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Assembly speaker’s actions say volumes

The recent Republican earthquake in Nevada continues to reverberate within the GOP’s Assembly caucus and across the state.

The temblor not only knocked Democrats out of office, but it also shook Assembly Minority Leader Pat Hickey from his position. The state Legislature doesn’t begin until February, but newly elected conservative Assembly Speaker Ira Hansen of Sparks has already set a tone that figures to challenge not only the Democrats, but some Republicans, too.

Following a lengthy confidential meeting in an otherwise darkened office building on West Charleston Boulevard, the caucus voted to bounce Hickey. Paul Anderson of Las Vegas was voted in as minority leader.

For more than a year Hickey had been wickedly vilified by Nevada conservatives, in large part for seeking common ground at the Legislature and being too cooperative with Democrats.

Hansen, a Sparks plumber, has been outspoken, but without much volume in his voice during his short political career. That’s about to change.

He managed to say all the right words in a Las Vegas Review-Journal story: “It is a tremendous honor and privilege to serve the people of Nevada, and I look forward to meeting with (Gov. Brian) Sandoval and Senate Majority Leader (Michael) Roberson to join together in continuing to move Nevada forward.”

But cooperation hasn’t exactly been a strong suit for conservatives.

Contacted early Saturday, Hansen declined to comment on the caucus shake-up despite the fact the story was already making the rounds. An official press release was sent earlier that morning to the Review-Journal, and right-wing messenger Chuck Muth had the inside skinny later that morning on his blog.

Muth dispensed with the political brotherhood rhetoric and dished the dirt on the mugging Hickey took on his way to losing his leadership position. The blogger, who has taken obvious pleasure in roasting Roberson for failing as a conservative, has emerged as the unofficial herald of the Assembly caucus.

No question Hickey was made to pay the price for failing to openly support conservative candidates. While middle-of-the-road Republicans had little trouble fundraising, conservatives were all but shut out from the Nevada GOP’s deep-pockets sources. Hickey was called out for helping Democrats against firebrand conservative Assemblywoman Michele Fiore.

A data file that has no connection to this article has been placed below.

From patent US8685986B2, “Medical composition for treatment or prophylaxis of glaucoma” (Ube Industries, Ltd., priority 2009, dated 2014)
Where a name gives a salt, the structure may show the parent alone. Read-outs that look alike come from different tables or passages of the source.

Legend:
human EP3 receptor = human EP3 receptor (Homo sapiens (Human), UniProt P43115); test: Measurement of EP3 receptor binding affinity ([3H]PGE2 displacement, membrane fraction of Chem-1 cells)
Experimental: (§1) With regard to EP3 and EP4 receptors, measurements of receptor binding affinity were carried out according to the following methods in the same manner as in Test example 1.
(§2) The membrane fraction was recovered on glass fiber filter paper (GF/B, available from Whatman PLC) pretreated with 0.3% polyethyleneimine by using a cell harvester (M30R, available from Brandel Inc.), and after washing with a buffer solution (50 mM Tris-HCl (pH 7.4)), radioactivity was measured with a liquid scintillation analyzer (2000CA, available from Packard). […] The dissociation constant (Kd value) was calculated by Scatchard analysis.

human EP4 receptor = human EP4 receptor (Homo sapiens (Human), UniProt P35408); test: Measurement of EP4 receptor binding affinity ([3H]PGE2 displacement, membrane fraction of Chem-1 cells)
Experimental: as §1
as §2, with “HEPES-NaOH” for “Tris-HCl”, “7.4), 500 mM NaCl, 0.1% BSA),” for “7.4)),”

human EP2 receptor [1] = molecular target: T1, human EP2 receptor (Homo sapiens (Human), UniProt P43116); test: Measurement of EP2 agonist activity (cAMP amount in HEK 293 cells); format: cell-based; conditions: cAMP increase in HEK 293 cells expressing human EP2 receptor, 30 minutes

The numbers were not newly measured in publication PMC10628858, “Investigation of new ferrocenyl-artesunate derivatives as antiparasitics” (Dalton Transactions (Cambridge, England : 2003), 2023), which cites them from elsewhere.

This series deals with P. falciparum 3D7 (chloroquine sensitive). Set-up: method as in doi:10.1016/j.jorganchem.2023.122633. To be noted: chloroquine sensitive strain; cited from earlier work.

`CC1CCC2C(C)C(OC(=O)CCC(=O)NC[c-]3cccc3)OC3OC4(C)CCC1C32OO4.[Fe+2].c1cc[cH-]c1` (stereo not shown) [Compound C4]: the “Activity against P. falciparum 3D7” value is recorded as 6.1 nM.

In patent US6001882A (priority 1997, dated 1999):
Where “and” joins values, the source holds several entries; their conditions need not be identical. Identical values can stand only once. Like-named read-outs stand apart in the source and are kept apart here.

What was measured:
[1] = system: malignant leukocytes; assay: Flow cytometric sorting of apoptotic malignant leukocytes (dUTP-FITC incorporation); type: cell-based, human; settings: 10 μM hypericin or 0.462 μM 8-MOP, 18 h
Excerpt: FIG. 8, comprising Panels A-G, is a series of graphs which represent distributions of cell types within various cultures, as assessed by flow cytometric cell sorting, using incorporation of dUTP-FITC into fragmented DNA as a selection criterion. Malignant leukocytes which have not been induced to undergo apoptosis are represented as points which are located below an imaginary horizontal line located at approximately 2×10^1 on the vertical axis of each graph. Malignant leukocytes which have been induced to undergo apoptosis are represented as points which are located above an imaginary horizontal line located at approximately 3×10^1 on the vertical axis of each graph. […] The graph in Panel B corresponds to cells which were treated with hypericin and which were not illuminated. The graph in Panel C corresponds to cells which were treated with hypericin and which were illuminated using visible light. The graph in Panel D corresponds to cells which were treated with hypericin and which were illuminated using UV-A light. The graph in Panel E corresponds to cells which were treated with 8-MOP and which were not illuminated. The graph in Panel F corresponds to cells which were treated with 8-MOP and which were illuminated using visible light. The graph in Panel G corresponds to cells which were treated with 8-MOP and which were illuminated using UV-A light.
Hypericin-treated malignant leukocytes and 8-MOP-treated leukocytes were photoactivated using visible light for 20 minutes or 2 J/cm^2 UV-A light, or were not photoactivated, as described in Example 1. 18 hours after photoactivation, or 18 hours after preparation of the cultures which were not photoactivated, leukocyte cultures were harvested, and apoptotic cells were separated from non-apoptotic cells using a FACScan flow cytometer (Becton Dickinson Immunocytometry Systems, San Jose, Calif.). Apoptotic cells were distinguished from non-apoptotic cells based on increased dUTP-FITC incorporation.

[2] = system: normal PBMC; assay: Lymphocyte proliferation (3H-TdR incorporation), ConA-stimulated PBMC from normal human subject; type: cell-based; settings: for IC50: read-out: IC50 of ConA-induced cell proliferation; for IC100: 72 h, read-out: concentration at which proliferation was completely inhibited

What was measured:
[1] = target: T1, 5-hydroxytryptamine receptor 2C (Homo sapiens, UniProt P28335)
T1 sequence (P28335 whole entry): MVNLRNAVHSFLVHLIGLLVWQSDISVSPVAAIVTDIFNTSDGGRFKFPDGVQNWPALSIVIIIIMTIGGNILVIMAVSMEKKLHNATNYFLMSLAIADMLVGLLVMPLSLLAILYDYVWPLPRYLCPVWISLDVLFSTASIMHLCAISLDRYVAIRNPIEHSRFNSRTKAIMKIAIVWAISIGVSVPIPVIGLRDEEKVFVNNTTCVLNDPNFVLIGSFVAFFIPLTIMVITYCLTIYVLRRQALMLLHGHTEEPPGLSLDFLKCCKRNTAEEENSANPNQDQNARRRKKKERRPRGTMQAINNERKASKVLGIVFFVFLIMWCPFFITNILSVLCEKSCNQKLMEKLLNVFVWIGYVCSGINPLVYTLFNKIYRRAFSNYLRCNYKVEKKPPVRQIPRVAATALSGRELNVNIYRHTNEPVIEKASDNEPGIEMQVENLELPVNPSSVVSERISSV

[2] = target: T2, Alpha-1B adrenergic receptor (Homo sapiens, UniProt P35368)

Hickey was dispatched despite efforts — none dare call it threats — from representatives of certain GOP big-money donors who made a last-ditch effort to preserve his position. It only backfired.

When it came time this week for Hansen to reel off committee chairman assignments for his 25-member caucus, not all the members of which have much legislative experience, Hickey’s name was not found on the list. Message delivered.

Democrats fumbled away the election and lost their legislative advantage, but some folks can’t be blamed for wondering whether the Republicans’ new power will all too quickly go to their heads. With Fiore chairing the Assembly’s taxation committee, for instance, will the concept of compromise be possible?

Although the GOP’s new conservative legislative bosses are talking about working together toward common goals, Sandoval has every right to be skeptical about whether his mandate will carry sufficient weight once the postelection niceties are completed and the political philosophies are tested during the session.

Whatever his intellectual and political gifts, not many people have been listening to Ira Hansen in recent years. You can bet they’ll be listening closely to his rhetoric now.

I’m guessing we’re going to find out that overhauling public education and the state’s tax structure means different things to different people.

Nevada native John L. Smith also writes a column for the Las Vegas Review-Journal that appears Sunday, Tuesday, Wednesday, Thursday and Friday. Contact him at jsmith@reviewjournal.com or call 702-383-0295.

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